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Is there a Future for GM Crops in the UK?

18 October 2011

It is a question that has been asked since the late 1990s and for much of that time the answer from the public, media and politicians appears to have been a firm: "No!" - But are things about to change?

Defra has just approved a two-year trial of aphid-resistant GM wheat at the Rothamsted Research institute, in Hertfordshire, UK. Could this be the turning point? An environmentally-friendly opportunity for farmers to address a costly problem associated with growing wheat? Or an unnecessary environmental risk? And a product the public never accept?

These questions and more were put to a team of panellists during a live debate via the Farmers Guardian website earlier this week. The debate was led by Farmers Guardian Political Editor Alistair Driver. Panellists included Huw Jones, one of the leading scientists working on Rothamsted’s GM wheat trial, Guy Smith, Essex farmer and NFU communications spokesman, Pete Riley, campaign director at GM Freeze, Brian Wynne, professor of science studies at Lancaster University.

When asked about how aphids impact on crops and how is best to deal with the problem Huw Jones said: "Wheat is the most important UK crop and aphids are a major pest which not only suck sugar reserves from crops but spread virus diseases. They are usually controlled by insecticides, but this approach may not be sustainable as insecticides can also affect non-target organisms such as ladybirds that are natural enemies of aphids and other non-pest insect species. Aphids also become resistant to insecticides.

Mr Jones continued: "We are investigating an alternative approach using a pheromone (a volatile signal that acts at vanishingly low concentrations) made naturally by aphids and some plants to protect themselves. The chemical is called E-ß –farnesene (EBF). We have genetically altered wheat plants to give off this natural mode of defense and we have demonstrated that it works to repel aphids in the laboratory. This field trial will test whether it will work under field conditions. This method not only helps to control aphids, but does so in a sustainable and environmentally friendly way without having to use pesticides."

Commenting on Defra's recent approval of a two-year trial of aphid-resistant GM wheat, Guy Smith said: "I have no problem with the trial but one question I would ask of politicians who fund the trial and give it consents - is this a good use of the limited UK R&D budget when polticians don't seem to want to allow the stuff to be grown?"

Speaking against GM wheat, Campaign Director at GM Freeze, Pete Riley added: "There are a number of reason why GM wheat is not a good idea. Firstly why is tax payers money being used to develop crops for which there is no public demand at present? Secondly , we need to get a much better understanding of plants genetics to enable us to investigate the potential changes in host plants caused by genetic engineering events which could have harmful effects. Thirdly we need to fund research into farming systems which provide many functions from pest control, to increased biodiversity above and below the ground, to soils able to absorb and retain moisture. Fourthly we need to develop traditional plant breeding and seed lots that are more diverse and better able to cope with unexpected events and move away from single variety monocultures."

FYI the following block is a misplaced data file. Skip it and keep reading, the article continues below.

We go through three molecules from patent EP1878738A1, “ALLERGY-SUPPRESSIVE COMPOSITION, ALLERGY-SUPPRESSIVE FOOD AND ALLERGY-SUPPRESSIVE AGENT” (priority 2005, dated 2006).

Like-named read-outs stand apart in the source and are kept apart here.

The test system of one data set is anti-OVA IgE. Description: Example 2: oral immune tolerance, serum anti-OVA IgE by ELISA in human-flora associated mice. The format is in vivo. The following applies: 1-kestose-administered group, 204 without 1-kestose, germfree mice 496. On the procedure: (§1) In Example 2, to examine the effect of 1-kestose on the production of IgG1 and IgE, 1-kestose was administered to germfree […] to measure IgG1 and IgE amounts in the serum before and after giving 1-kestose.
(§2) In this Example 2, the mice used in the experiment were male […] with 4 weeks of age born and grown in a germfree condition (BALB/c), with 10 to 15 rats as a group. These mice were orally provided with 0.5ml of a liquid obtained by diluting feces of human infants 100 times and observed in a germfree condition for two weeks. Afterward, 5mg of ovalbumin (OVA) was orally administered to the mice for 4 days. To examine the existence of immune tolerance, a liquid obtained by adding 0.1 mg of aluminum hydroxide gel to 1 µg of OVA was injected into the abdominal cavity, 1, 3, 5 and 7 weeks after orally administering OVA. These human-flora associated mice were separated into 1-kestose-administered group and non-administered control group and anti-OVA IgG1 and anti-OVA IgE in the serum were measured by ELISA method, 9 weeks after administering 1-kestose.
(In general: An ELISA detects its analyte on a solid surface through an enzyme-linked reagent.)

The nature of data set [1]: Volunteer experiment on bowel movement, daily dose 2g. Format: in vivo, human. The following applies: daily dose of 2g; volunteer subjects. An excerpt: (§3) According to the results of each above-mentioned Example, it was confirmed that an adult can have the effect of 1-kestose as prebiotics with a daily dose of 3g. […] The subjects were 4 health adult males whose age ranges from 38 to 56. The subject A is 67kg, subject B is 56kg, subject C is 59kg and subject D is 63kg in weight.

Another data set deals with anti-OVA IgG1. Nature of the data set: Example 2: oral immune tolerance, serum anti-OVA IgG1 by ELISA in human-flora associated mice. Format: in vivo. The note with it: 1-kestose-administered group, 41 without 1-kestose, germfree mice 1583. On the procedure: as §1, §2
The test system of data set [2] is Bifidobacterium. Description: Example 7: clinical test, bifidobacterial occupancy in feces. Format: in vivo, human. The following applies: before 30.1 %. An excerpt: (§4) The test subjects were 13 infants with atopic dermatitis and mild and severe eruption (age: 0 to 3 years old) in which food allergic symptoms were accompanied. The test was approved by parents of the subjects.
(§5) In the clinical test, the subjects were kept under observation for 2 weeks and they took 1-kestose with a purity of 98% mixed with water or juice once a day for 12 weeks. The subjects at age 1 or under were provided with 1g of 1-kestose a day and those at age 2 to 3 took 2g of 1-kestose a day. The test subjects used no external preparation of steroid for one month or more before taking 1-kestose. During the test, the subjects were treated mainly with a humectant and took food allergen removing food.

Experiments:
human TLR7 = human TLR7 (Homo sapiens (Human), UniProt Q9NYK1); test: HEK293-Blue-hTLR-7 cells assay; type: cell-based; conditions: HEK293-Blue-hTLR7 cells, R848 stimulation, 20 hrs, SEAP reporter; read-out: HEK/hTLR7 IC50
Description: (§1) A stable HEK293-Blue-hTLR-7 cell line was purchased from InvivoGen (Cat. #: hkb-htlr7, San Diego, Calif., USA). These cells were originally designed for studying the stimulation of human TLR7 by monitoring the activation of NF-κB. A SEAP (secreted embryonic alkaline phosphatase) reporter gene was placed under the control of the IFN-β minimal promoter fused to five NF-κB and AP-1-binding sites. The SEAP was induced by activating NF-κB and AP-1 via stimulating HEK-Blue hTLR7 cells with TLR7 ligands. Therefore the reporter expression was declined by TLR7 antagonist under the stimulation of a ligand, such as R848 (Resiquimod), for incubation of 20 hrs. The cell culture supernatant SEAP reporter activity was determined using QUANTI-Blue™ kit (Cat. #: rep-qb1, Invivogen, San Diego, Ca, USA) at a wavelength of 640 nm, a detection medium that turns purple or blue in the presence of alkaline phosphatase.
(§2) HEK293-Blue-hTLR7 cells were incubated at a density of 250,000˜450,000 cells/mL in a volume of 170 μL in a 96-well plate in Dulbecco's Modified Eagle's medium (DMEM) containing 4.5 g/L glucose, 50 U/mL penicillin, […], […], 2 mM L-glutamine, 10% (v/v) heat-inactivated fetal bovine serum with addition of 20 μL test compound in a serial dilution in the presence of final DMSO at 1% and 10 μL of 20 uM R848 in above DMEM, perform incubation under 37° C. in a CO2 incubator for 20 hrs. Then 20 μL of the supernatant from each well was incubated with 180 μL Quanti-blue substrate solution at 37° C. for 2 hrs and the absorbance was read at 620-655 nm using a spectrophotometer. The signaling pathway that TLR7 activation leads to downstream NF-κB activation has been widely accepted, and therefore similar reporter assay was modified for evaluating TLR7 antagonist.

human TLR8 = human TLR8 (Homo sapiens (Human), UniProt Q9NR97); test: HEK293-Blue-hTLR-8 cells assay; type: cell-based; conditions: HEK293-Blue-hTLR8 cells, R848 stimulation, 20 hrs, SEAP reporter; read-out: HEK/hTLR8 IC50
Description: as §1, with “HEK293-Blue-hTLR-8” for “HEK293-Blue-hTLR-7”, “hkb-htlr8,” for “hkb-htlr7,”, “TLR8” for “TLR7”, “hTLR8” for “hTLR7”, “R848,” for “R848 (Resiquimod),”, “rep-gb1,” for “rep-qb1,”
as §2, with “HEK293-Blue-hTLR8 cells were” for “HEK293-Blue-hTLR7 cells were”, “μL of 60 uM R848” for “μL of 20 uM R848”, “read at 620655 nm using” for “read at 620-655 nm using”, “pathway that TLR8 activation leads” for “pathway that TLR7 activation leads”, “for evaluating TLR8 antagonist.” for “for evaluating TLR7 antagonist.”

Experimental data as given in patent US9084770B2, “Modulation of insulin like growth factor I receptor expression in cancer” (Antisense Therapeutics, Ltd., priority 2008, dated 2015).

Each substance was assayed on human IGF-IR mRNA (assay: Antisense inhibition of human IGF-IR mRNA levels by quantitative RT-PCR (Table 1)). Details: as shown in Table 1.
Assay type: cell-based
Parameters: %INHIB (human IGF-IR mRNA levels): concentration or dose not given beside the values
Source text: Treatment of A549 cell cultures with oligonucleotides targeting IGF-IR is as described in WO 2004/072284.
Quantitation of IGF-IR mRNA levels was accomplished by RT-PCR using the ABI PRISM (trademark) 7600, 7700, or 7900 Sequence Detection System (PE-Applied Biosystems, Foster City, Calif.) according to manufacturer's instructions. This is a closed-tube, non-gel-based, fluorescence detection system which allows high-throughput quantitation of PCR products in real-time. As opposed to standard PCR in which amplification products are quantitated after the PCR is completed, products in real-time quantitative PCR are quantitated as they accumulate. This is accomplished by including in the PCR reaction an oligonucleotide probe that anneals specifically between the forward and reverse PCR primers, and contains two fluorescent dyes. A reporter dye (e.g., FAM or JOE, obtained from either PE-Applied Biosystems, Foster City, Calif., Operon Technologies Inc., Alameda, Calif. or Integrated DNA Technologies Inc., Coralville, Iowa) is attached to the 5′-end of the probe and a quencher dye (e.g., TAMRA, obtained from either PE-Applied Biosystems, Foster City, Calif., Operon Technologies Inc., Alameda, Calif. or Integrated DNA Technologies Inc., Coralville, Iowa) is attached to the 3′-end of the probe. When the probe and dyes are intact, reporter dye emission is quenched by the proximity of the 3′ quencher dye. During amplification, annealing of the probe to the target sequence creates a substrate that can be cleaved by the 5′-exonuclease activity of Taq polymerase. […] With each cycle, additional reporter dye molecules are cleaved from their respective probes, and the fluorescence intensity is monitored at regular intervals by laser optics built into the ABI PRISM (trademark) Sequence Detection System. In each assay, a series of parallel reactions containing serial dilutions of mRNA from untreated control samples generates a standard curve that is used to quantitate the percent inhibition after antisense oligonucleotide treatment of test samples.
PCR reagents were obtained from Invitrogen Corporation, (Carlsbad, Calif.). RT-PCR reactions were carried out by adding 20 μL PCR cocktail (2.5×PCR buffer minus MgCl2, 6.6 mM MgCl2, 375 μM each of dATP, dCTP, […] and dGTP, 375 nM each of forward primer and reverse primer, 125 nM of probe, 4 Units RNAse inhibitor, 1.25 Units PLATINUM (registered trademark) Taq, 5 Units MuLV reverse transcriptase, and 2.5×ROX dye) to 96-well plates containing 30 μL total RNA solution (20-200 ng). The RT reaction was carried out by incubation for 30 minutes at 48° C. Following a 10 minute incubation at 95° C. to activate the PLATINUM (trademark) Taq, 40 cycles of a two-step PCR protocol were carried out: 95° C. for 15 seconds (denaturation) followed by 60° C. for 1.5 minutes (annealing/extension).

Defra granted consent to Rothamsted Research to conduct a research trial on GM wheat in 2012 and 2013. The research is on wheat that has been genetically modified to resist aphids, which are a pest in wheat crops.

The Rothamsted Research application has been evaluated by the independent expert group the Advisory Committee of Releases to the Environment (ACRE). It is satisfied that the proposed trial will not result in any adverse effect on human health or the environment.

In line with ACRE’s advice, precautionary conditions have been attached to the statutory consent for the trial. These aim to ensure that no GM material from the trial will enter the food and feed chain.

Speaking on behalf of BBSRC, a commentator added: "As well as opening the possibility of using GM to solve the problem of aphid control, this trial will help us learn about GM as a technology, and could also inform conventional breeding for aphid resistance in crops. We are facing the challenge of feeding 9 billion people by 2050 and to do that we will need a variety of approaches. GM will not be the panacea, but it could be one among many approaches. The spend by BBSRC on this GM wheat project is £971K over 5 years, which is equivalent to 2 per cent of our spend on wheat research, less than 0.5 per cent of what we spend on crop research, and 0.05 per cent of BBSRC’s overall spend in this period."

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